Multi-channel retailing is something of a buzzword, but isn’t exactly an overnight sensation. Since the late nineties we’ve seen an ongoing shift from pure bricks and mortar retailing to our present exciting world with consumers shopping around the clock in store and online. The IGD estimates online UK grocery retail sales nearing £5bn in 2010, up 21% on 2009, accounting for 3.2% of total grocery retail business.

The pace is speeding, driven by a growing number of consumers of all ages who are increasing confident about shopping on the Internet and have access through an array of different technologies, including the latest generation mobiles, to a growing choice of ways to choose and pay for goods remotely.

In the grocery sector the major multiples have been leading the way and running on-line home delivery services now for over a decade. With the leading players now operating superstores, convenience format outlets and forecourt shops as well as on-line, brand-loyal consumers have the facility to stay faithful to the same retailer in every channel and add to the points on their loyalty card.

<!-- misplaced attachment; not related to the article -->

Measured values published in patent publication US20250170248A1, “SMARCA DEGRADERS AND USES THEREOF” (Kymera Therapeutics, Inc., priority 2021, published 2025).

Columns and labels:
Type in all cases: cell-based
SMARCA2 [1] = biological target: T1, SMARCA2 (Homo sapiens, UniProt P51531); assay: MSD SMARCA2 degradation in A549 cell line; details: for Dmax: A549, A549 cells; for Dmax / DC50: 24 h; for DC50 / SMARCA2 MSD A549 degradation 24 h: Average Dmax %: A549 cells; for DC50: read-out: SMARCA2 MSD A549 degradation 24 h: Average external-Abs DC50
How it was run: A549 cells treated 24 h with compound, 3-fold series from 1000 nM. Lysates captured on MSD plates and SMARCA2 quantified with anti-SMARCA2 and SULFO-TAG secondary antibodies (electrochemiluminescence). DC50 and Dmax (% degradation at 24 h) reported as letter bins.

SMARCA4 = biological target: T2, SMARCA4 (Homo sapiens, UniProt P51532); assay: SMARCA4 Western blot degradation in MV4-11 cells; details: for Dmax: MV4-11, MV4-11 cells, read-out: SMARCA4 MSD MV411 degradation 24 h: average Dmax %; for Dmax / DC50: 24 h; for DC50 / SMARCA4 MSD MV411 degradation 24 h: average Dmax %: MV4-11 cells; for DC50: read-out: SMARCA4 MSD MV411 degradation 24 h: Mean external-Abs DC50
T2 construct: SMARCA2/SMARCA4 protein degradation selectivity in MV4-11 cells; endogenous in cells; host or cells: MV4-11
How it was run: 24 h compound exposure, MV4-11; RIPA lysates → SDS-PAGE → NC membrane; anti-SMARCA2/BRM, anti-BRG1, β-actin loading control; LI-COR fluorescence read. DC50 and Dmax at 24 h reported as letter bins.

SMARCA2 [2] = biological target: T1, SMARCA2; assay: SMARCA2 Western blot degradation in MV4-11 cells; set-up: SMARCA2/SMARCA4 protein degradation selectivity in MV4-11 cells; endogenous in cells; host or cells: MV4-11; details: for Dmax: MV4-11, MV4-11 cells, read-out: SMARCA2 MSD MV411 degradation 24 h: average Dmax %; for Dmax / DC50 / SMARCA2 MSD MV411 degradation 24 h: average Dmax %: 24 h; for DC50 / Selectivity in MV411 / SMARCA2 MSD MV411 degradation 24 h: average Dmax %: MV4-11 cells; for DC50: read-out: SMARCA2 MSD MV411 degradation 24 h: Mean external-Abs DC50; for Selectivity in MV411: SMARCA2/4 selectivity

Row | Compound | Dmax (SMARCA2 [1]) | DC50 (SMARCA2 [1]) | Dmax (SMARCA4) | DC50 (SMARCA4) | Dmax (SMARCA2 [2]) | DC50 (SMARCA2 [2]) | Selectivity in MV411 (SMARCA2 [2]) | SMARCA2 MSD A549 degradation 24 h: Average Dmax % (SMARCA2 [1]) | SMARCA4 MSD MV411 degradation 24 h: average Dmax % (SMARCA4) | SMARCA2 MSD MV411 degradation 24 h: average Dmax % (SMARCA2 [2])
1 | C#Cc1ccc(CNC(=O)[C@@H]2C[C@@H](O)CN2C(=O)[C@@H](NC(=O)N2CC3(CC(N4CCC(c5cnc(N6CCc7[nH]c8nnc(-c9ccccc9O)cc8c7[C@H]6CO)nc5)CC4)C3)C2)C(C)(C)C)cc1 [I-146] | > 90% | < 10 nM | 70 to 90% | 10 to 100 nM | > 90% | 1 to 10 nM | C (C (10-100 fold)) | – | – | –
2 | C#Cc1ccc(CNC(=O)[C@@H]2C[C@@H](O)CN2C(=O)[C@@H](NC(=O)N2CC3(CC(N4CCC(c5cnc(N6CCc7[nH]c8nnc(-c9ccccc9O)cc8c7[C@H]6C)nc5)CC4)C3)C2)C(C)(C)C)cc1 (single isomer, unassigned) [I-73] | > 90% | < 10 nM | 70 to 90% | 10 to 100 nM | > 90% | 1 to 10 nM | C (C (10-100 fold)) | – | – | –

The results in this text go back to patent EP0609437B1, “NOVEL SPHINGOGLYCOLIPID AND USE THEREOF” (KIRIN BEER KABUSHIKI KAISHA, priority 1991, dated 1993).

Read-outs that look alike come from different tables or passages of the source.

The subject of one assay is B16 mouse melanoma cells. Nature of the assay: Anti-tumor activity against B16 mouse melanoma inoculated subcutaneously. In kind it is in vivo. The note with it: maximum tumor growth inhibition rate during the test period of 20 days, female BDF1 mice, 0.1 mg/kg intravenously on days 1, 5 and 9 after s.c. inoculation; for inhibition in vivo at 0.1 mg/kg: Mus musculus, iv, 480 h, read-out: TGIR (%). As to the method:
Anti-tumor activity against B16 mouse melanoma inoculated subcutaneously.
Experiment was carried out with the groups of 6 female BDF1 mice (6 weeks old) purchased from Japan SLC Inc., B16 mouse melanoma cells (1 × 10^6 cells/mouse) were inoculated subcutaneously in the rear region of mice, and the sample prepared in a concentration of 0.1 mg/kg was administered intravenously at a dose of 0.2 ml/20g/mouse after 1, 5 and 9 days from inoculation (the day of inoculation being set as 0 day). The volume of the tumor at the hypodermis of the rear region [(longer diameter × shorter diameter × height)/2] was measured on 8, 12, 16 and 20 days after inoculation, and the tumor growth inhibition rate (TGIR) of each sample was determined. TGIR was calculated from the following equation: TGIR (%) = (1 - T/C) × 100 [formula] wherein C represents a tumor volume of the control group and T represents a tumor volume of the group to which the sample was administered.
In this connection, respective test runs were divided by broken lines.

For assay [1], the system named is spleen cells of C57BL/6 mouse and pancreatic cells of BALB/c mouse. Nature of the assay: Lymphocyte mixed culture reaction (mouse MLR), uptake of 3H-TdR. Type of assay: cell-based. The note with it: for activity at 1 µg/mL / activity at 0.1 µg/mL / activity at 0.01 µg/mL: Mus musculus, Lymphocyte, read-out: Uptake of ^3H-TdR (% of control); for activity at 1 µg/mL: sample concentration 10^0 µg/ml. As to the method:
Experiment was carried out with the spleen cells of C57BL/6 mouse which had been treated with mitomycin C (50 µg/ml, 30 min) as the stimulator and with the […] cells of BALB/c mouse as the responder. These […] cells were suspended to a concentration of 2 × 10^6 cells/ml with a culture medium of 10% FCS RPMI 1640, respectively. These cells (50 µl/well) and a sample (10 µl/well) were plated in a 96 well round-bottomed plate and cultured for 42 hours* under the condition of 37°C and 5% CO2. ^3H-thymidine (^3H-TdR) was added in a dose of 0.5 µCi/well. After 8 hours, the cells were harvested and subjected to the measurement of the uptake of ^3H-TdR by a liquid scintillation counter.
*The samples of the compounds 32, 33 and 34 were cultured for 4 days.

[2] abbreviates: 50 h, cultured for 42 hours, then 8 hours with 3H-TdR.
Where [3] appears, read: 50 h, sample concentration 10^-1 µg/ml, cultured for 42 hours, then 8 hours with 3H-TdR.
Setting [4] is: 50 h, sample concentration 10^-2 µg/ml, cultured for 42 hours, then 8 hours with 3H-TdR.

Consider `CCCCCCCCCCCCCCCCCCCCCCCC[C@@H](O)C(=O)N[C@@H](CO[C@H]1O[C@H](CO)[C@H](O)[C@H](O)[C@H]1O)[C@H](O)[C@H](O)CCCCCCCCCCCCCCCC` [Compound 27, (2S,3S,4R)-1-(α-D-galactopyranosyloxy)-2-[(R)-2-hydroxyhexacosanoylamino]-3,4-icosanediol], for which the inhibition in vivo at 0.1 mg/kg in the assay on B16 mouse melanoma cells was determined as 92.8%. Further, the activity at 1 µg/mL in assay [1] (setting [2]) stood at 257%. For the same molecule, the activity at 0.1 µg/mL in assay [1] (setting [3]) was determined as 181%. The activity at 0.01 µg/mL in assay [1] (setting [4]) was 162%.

So multi-channel retailing isn’t an aspiration, it’s a reality. However while the focus has been on developing customer-facing services, what separates the men from the boys is the attention the retailers pay to the back-end processes, those vital bits the shopper doesn’t see but soon become all too aware of when things go wrong.

Cutting corners on fulfillment leads to shortfalls in service, failed shopper expectations on a par with out of stocks in store, and ultimately damage to reputations. At the same time there is still a major opportunity for forward-thinking retailers to differentiate themselves by delivering excellence all the way through.

At the end of the last century Michael de Kare-Silver, a former retailer, published a book called e-shock 2000, which prophesied the cultural shift the web has forced through in retailing and commerce generally. He has now brought his vision up to date with his new volume, ‘e-shock 2020’, which talks about our present computer world of point and click morphing into one of Think, Talk and Move, where thought, voice and simple remote gestures control 3D holographic displays of data, content and video. So far, it’s still sci-fi. With many retail managers inevitably still thinking of the different parts of their business in silos, Michael talks of companies reinventing themselves as true multi-channel enterprises, seamlessly interacting across the channels with customers and with integrated operating systems and processes to match. Now there’s something retailers can work towards now.

The Grocery Trader

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